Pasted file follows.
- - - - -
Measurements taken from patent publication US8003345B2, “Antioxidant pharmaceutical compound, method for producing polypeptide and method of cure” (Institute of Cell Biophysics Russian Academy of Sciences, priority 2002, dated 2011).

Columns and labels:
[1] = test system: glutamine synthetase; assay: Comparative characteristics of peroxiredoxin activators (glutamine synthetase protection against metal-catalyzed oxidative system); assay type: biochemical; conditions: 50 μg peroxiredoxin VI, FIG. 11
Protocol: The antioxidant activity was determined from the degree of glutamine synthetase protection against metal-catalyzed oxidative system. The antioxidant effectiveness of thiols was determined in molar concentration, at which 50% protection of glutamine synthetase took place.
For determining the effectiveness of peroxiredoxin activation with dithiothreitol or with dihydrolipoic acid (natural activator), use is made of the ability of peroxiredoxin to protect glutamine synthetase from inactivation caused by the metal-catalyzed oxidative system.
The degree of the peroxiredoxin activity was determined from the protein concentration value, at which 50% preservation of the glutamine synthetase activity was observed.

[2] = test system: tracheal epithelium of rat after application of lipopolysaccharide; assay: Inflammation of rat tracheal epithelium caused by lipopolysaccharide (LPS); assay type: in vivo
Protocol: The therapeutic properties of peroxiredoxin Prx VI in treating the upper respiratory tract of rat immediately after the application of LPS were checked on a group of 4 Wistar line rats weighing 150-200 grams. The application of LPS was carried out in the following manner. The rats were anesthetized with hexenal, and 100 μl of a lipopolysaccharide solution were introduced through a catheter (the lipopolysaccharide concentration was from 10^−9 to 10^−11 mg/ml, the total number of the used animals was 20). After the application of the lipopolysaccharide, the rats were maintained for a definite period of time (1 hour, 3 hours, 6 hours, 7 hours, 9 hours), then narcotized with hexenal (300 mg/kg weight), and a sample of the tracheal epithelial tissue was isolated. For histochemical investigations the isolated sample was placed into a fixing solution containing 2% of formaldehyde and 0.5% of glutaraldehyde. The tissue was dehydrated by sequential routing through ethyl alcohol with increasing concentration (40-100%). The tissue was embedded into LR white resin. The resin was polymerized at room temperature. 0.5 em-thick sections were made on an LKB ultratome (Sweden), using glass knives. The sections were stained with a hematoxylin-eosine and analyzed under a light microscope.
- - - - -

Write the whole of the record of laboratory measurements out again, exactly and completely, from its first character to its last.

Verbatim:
Measurements taken from patent publication US8003345B2, “Antioxidant pharmaceutical compound, method for producing polypeptide and method of cure” (Institute of Cell Biophysics Russian Academy of Sciences, priority 2002, dated 2011).

Columns and labels:
[1] = test system: glutamine synthetase; assay: Comparative characteristics of peroxiredoxin activators (glutamine synthetase protection against metal-catalyzed oxidative system); assay type: biochemical; conditions: 50 μg peroxiredoxin VI, FIG. 11
Protocol: The antioxidant activity was determined from the degree of glutamine synthetase protection against metal-catalyzed oxidative system. The antioxidant effectiveness of thiols was determined in molar concentration, at which 50% protection of glutamine synthetase took place.
For determining the effectiveness of peroxiredoxin activation with dithiothreitol or with dihydrolipoic acid (natural activator), use is made of the ability of peroxiredoxin to protect glutamine synthetase from inactivation caused by the metal-catalyzed oxidative system.
The degree of the peroxiredoxin activity was determined from the protein concentration value, at which 50% preservation of the glutamine synthetase activity was observed.

[2] = test system: tracheal epithelium of rat after application of lipopolysaccharide; assay: Inflammation of rat tracheal epithelium caused by lipopolysaccharide (LPS); assay type: in vivo
Protocol: The therapeutic properties of peroxiredoxin Prx VI in treating the upper respiratory tract of rat immediately after the application of LPS were checked on a group of 4 Wistar line rats weighing 150-200 grams. The application of LPS was carried out in the following manner. The rats were anesthetized with hexenal, and 100 μl of a lipopolysaccharide solution were introduced through a catheter (the lipopolysaccharide concentration was from 10^−9 to 10^−11 mg/ml, the total number of the used animals was 20). After the application of the lipopolysaccharide, the rats were maintained for a definite period of time (1 hour, 3 hours, 6 hours, 7 hours, 9 hours), then narcotized with hexenal (300 mg/kg weight), and a sample of the tracheal epithelial tissue was isolated. For histochemical investigations the isolated sample was placed into a fixing solution containing 2% of formaldehyde and 0.5% of glutaraldehyde. The tissue was dehydrated by sequential routing through ethyl alcohol with increasing concentration (40-100%). The tissue was embedded into LR white resin. The resin was polymerized at room temperature. 0.5 em-thick sections were made on an LKB ultratome (Sweden), using glass knives. The sections were stained with a hematoxylin-eosine and analyzed under a light microscope.